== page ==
There's a lot of water under those bridges.

...and as Bob Dylan sang, "a lot of other stuff too..."

Thanks for that interesting post. I had hoped that we had painted Dennis as a sick person, and not a bad person. Clearly Dennis suffered from the disease of addiction and we hoped to have pointed that out in various ways. Dennis may be, in my opinion, the most interesting and cinematic character in the BB constellation and certainly the most trajic. The disease of addiction, as anyone can discover through the Alanon program is a family disease. Carl may have been in the grips as well, but to become aware of Dennis' downward spiral into addiction was both fascinating and horrifying and had far reaching effects on his own brothers and the trajectory of the BB overall. He was enormously talented and Pacific Ocean Blue, his solo album, showed great promise. Carl was in the same vein, and had each of them not poisoned their individual talents and potential at least to some degree due to the horrific disease of addiction, the fans of this music would have had lot's more to enjoy from the Wilson side.
The Love brothers, all significantly still alive, have a remarkably intricate history and it ain't over yet, I'm hoping. From the sidelines where I stand and observe, there's a deep well of love, respect, and sibling rivalry that went a bit off the tracks and I'd be most happy to see those relationships heal. Nothing is impossible while people are still alive. Forgiveness is a beautiful thing especially where families are concerned. We're all capable of it and these three talented and powerful men I believe have it in their power to be connected again.
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« Reply #249 on: December 23, 2018, 09:24:15 AM »

It’s about the 1994 lawsuit....
Oh lordy, I hope there’s tapes.  Grin

If there are, there's probably as good a chance as hearing them as we'd have of ever hearing the Brian/Carl-produced Manson tapes.

The tape that is discussed in the Pamplin book is the audio recording of the Australian punch-out conference with David Frost. According to the book, Stan Love secretly taped that meeting. No mention of whether or not that recording has survived. 
FYI.

That is not the tape we're thinking of and also not the tape Rocky mentioned here which was potentially explosive.

Ok... I went back and hacked through the RockRush thread for context.  Having read this work, I'll confirm that there's no smoking gun on the songwrtiting credits front.  Based on the nature of the earlier Rush thread, it would have been silly for me, as a reader, to expect anything of that sort in the book.  In my case, that had no bearing on the decision to read the book.  The book is not a pro-Mike book; it is, among other things, a "let's steer clear of Mike" book. What it is, in the end, is an anti-Dennis Wilson book, and perhaps also an anti-Wilson brothers book.  This is because what comes across in the book – per Rocky’s opinions, perhaps influenced by Reynaldo/Ron – is that as of the late 1970s, the Wilson Bros. were, each in his own way, obstructing the continued success of the Beach Boys and therefore had to be dealt with in different ways.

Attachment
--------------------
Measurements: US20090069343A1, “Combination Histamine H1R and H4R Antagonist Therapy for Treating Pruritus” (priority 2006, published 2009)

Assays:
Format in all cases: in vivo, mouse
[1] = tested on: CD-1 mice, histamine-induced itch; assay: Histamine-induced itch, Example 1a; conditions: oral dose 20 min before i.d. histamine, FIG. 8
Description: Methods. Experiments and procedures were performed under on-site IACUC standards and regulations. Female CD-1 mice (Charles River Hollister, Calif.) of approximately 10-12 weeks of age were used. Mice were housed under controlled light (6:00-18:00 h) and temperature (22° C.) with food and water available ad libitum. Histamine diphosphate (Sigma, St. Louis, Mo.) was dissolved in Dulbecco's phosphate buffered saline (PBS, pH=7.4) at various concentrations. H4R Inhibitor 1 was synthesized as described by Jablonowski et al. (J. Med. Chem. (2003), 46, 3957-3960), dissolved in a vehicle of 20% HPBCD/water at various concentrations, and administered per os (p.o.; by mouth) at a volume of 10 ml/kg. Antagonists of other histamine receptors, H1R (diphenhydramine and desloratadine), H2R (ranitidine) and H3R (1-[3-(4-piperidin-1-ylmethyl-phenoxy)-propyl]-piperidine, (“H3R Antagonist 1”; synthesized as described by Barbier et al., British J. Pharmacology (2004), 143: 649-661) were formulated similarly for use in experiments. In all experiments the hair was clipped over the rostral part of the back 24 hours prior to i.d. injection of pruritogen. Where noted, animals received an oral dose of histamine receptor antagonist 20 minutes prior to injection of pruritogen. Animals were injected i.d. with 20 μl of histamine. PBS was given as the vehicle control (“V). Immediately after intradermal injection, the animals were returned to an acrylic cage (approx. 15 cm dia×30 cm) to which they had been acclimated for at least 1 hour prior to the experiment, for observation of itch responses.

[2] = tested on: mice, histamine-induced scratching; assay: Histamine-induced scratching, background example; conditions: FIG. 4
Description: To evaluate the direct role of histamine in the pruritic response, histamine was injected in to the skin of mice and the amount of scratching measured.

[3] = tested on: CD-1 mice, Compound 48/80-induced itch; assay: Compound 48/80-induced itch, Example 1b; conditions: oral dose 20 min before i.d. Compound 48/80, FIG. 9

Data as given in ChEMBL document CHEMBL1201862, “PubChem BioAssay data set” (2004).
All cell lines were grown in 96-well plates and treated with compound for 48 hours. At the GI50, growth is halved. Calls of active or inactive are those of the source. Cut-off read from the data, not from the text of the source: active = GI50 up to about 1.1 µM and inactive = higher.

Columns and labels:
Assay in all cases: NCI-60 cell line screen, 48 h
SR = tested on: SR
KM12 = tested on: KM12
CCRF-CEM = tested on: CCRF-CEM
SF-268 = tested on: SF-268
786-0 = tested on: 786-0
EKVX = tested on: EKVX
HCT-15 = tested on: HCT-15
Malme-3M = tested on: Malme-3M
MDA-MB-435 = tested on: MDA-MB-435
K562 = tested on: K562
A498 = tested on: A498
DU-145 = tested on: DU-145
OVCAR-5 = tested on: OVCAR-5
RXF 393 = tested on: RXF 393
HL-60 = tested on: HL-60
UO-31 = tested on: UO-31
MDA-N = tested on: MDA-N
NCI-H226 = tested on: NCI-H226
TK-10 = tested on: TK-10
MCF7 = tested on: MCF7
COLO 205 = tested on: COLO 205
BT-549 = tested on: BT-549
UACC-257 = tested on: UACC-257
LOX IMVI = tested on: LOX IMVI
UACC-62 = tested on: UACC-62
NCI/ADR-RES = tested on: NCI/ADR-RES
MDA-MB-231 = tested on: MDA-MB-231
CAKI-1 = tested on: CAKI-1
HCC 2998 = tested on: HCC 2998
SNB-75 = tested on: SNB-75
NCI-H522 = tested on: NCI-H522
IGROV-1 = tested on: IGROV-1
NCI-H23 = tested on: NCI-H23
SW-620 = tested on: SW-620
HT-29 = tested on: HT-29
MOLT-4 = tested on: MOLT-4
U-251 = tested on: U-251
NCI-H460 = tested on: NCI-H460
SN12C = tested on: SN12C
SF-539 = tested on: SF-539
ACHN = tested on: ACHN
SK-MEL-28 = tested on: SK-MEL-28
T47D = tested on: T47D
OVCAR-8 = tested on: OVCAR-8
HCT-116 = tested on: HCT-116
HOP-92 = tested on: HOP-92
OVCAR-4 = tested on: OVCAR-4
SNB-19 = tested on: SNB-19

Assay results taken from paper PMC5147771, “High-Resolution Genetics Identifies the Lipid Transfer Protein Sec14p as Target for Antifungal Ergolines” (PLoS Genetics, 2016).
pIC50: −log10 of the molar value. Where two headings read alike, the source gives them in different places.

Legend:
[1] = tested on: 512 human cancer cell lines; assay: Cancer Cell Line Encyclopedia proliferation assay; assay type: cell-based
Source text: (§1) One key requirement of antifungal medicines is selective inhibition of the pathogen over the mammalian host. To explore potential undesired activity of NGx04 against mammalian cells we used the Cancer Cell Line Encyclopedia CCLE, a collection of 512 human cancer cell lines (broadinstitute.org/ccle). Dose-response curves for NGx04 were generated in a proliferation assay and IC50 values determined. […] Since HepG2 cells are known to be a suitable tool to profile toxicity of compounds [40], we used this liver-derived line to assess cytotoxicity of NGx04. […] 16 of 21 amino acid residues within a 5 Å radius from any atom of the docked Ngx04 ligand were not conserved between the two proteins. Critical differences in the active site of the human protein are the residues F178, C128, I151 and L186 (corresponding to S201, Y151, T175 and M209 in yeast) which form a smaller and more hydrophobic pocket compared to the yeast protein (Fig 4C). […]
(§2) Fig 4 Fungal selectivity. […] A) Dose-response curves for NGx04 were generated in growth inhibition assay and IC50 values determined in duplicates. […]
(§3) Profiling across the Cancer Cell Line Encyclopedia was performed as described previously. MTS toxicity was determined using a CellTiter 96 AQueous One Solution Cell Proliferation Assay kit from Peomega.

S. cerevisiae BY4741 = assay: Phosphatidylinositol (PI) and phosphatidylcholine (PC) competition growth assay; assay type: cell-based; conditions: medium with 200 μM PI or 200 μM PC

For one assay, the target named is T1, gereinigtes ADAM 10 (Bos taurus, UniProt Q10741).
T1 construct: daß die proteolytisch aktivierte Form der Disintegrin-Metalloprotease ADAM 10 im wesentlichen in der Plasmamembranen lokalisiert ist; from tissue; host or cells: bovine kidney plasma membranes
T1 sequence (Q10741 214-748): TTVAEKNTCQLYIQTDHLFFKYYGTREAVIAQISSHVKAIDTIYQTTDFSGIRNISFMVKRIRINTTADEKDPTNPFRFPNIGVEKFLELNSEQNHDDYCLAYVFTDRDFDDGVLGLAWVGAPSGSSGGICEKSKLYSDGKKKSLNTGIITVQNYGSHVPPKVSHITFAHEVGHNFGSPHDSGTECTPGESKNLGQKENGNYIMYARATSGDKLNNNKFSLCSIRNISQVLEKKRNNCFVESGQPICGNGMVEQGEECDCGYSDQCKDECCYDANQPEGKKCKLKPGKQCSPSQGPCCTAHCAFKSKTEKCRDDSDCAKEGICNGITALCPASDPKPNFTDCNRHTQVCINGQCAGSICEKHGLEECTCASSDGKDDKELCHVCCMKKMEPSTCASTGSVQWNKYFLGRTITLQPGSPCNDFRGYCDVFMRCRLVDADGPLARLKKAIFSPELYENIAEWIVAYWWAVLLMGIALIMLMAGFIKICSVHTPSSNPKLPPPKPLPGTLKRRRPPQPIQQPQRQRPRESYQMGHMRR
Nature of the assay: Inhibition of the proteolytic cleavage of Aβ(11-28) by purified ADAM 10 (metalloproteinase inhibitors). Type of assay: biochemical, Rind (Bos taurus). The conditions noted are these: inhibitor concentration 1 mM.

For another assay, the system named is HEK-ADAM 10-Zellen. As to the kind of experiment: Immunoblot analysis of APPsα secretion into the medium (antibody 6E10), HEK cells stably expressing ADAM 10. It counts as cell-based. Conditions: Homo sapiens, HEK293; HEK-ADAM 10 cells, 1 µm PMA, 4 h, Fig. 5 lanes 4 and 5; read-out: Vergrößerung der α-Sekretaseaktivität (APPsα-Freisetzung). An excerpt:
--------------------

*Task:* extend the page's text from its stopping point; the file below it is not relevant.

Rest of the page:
This probably accounts for why fans object to the book and to Rocky and all that, but it should be obvious (even before this book came out) that Rocky had the implicit backing of the Beach Boys organization to do whatever it was he was doing. 

And - apologies for getting didactic -  but it's worth keeping in mind that the BB story is about a number of different things. Overall, there's (I) Music (art, creativity, expression); (II) Business (how to make money in the rock 'n' roll business; and (III) Family.  So any potential reader ought to know that the RockRush book has nothing whatsoever to do with music.  By the time Rocky enters the picture in the 1970s, there is no more music in the Beach Boys. It is a business, and a family business at that.  Therefore, you get a viewpoint which portrays certain people as "good guys" and certain people as "bad guys". It is basically the flip-reversal of how story of the Beach Boys in the mid-60s  is commonly told. Dyuring the Pet Sounds/Smile era, the artist is the good guy, the hero, while the money guy is the bad guy.  As of the mid and late 1970s, the organization has turned 180 degrees and the roles are reversed. It is now a 100% commerce organization, and the messed-up, chaotic artsy types are getting in the way of what "Beach Boys" had come to represent.  This in my opinion is why some fans object to Reynaldo and Rocky and that whole mentality - because we fans like the Beach Boys because of their music - the art - and have no interest in their later efforts to stay in business.  So the book is yet another reminder - "this is a business"

I will also say that this book is a bit strange in that it appears to be a case in which the co-writer came in not just to shape the grammar and syntax, etc., but actually to impact the substance of what the primary author wanted to say.  Also, based on the previous RockRush thread, it appears that the draft excerpts Rocky posted remain more or less unchanged in the final version.  That is, in the end, it may be that Rocky did more of the writing than might otherwise be assumed, and that Ron/Reynaldo did more of the interpretation of the material than might otherwise be assumed.


There's a lot of water under those bridges.

...and as Bob Dylan sang, "a lot of other stuff too..."

Thoughtful take.